Victims and Case Files > Witness Testimonies

Interview with Nurse Pelageya Ivanovna

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I'm reading this interview ( for the first time.  It's rather confusing because I don't quite understand the roles of the persons involved.  Could someone please enlighten me?

Who is this Victor Konstantinovitch and why does he do so much talking if the interview is supposed to be with nurse Pelageya Ivanovna?  Does she need an interpreter?  Is he her caretaker?  When she is asked the first question, before she can answer, he interrupts, "You know, she can be mistaken, her memory is not the same ... But I remember them." Why does he prime the interviewers to discount what she says?  He seems to interrupt a lot and answer by reporting what he's read rather than what he saw.

There seem to be at least two people doing the questioning:  NAVIG and Tuapse.  Are they working together?  Do they represent two different groups that have just decided to share the interview time with Pelageya Ivanovna?  They sometimes seem to be working at odds with each other, pursuing different questions before she has a chance to answer the first.

If there is already a place where all this is discussed, could someone please just post the link?  Thanks!

Ha. Exactly a year later, by coincidence.

Anyway, in case anyone is confused like I was, I've learned that Victor Konstantinovitch was her husband.  I surmise that he did so much of the talking because he enjoyed the sound of his own voice, had developed a habit of taking care of Pelageya and sort of filtering her life for her as she aged (like a "helicopter mom"), and because he was enthusiastically eager to help solve the DPI mystery.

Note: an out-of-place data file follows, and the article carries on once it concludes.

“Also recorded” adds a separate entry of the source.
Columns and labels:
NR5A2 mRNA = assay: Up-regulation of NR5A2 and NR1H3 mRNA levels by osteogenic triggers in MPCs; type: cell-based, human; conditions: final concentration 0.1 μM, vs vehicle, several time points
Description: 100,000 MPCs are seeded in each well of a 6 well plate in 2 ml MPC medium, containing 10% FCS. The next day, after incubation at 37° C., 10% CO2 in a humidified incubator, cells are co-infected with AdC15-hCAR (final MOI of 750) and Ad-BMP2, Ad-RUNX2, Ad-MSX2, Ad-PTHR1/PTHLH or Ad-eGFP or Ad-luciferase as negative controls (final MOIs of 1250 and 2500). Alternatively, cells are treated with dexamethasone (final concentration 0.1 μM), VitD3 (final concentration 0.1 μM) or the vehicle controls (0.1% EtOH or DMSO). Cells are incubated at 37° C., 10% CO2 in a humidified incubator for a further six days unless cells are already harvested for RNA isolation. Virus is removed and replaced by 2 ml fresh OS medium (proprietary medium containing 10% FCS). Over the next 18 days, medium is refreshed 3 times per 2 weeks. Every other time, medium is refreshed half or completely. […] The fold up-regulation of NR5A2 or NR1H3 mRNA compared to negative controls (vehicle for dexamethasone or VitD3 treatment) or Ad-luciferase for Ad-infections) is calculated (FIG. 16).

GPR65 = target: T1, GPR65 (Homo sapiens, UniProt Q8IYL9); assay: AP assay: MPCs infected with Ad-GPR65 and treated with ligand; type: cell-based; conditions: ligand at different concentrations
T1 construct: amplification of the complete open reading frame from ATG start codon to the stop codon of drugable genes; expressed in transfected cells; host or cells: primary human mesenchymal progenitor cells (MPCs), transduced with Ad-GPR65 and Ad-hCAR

Pelageya Ivanovna seemed certain of a few things:
1)At the time of the Dyatlov tragedy, several young people were brought into the morgue in "batches" (3 at a time) and she was called to help Prudkov deal with them. 
2) She washed the bodies while Prudkov examined & described them ("describe" = make notes, I suppose).
3) No autopsies were done on these bodies.
4) The bodies were very dirty.  One girl had burned hair on one side of her head, and a burned sleeve, and a little burning on her foot.
5) After the bodies were clean and described, they were dressed in new clothes which had been bought for them, and then put into caskets.  From the morgue, they were immediately sent to Sverdlovsk for burial.

The body count is a little questionable: In the interview she says eleven, and her husband confirms that some years earlier she had told authorities that there were eleven.  In a 2006 letter to Yuri Yudin, she seems to indicate that there were 9 (three groups of three), but perhaps I have misunderstood her writing.  In the interview she says that there were six brought in first, and a girl was part of the group.  Then a second girl was brought in with others a few days later.  She is firm that it was only a few days, not a month or more.

Personally, I believe she is telling the truth and that she remembers enough to be accurate in these statements.  Her stubborn repetition reminds me of talking to my grandmother when she was in her 90s.  She told me her mother's maiden name and how to spell it.  I thought she couldn't possibly be right, because the spelling didn't match the pronunciation.  Later, I found the marriage license with the spelling exactly like she said, and talked with other old-timers who pronounced it the same.

So what are your thoughts?  Was her mind wandering completely?  Were the autopsies invented?  Were there other bodies found about the same time?